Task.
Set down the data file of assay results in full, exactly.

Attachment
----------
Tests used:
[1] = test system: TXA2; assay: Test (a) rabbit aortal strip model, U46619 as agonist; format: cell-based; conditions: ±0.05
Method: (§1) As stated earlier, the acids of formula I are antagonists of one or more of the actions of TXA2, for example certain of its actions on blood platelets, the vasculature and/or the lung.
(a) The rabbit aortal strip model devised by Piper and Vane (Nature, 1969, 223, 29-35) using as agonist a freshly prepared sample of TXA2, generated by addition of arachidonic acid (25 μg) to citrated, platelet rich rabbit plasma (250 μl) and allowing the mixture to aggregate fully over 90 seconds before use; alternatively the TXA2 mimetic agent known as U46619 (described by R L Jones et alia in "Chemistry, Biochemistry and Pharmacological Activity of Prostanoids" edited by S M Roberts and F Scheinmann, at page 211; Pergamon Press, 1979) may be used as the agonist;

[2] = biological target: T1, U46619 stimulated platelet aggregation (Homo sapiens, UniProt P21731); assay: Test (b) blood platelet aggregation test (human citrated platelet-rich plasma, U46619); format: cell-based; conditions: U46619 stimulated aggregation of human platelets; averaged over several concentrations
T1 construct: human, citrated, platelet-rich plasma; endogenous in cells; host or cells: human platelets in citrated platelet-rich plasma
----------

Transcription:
Tests used:
[1] = test system: TXA2; assay: Test (a) rabbit aortal strip model, U46619 as agonist; format: cell-based; conditions: ±0.05
Method: (§1) As stated earlier, the acids of formula I are antagonists of one or more of the actions of TXA2, for example certain of its actions on blood platelets, the vasculature and/or the lung.
(a) The rabbit aortal strip model devised by Piper and Vane (Nature, 1969, 223, 29-35) using as agonist a freshly prepared sample of TXA2, generated by addition of arachidonic acid (25 μg) to citrated, platelet rich rabbit plasma (250 μl) and allowing the mixture to aggregate fully over 90 seconds before use; alternatively the TXA2 mimetic agent known as U46619 (described by R L Jones et alia in "Chemistry, Biochemistry and Pharmacological Activity of Prostanoids" edited by S M Roberts and F Scheinmann, at page 211; Pergamon Press, 1979) may be used as the agonist;

[2] = biological target: T1, U46619 stimulated platelet aggregation (Homo sapiens, UniProt P21731); assay: Test (b) blood platelet aggregation test (human citrated platelet-rich plasma, U46619); format: cell-based; conditions: U46619 stimulated aggregation of human platelets; averaged over several concentrations
T1 construct: human, citrated, platelet-rich plasma; endogenous in cells; host or cells: human platelets in citrated platelet-rich plasma